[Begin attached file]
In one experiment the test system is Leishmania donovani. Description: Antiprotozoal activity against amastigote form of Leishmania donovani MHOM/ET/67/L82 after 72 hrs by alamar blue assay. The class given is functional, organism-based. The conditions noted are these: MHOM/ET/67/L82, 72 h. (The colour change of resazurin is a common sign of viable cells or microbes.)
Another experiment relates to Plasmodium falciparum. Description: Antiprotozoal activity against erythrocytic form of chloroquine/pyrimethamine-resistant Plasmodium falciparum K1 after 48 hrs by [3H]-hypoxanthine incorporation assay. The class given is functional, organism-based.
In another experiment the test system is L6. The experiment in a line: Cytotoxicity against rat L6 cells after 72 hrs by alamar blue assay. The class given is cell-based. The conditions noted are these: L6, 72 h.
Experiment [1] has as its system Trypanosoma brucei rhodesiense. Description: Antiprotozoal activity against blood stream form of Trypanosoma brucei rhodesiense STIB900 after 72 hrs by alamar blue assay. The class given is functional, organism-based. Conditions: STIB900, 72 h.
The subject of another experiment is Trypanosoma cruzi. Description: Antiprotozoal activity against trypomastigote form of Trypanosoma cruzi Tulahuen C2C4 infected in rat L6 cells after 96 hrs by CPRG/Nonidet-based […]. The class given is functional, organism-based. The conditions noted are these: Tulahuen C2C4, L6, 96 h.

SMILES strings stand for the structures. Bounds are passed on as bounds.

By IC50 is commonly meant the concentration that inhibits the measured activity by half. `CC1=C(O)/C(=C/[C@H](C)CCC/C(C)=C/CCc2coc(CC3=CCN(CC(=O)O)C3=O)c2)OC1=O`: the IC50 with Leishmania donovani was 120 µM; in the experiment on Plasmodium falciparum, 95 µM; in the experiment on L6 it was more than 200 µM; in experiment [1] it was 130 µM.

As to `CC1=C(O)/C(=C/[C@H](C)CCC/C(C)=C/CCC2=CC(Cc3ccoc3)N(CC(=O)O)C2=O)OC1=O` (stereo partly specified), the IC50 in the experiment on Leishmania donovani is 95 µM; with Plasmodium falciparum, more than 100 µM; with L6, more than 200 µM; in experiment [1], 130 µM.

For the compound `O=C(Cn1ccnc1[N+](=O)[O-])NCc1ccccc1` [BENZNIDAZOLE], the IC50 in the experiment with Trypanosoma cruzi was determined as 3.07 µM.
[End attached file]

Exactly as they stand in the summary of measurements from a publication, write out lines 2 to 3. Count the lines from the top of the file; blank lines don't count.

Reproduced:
Another experiment relates to Plasmodium falciparum. Description: Antiprotozoal activity against erythrocytic form of chloroquine/pyrimethamine-resistant Plasmodium falciparum K1 after 48 hrs by [3H]-hypoxanthine incorporation assay. The class given is functional, organism-based.
In another experiment the test system is L6. The experiment in a line: Cytotoxicity against rat L6 cells after 72 hrs by alamar blue assay. The class given is cell-based. The conditions noted are these: L6, 72 h.